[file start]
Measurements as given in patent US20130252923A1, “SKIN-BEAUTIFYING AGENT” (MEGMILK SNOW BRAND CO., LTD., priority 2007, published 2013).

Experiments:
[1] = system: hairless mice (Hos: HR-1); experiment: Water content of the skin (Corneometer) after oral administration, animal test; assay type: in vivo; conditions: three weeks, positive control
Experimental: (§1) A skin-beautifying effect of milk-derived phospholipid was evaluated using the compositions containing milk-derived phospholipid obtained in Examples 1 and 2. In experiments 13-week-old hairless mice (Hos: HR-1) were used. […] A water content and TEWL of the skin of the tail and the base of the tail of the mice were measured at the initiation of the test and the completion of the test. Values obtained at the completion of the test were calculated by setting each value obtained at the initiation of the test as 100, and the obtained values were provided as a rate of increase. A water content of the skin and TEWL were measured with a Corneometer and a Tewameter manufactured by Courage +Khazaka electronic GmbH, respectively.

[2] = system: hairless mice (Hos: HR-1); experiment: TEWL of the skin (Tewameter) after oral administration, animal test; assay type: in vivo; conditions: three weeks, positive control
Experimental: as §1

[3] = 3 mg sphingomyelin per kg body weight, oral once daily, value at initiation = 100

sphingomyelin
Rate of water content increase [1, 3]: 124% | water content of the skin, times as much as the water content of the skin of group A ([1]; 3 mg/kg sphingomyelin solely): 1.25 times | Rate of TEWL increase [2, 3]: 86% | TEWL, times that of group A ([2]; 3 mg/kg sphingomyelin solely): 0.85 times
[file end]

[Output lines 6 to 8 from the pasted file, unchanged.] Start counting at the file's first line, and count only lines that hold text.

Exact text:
Experimental: as §1

[3] = 3 mg sphingomyelin per kg body weight, oral once daily, value at initiation = 100

sphingomyelin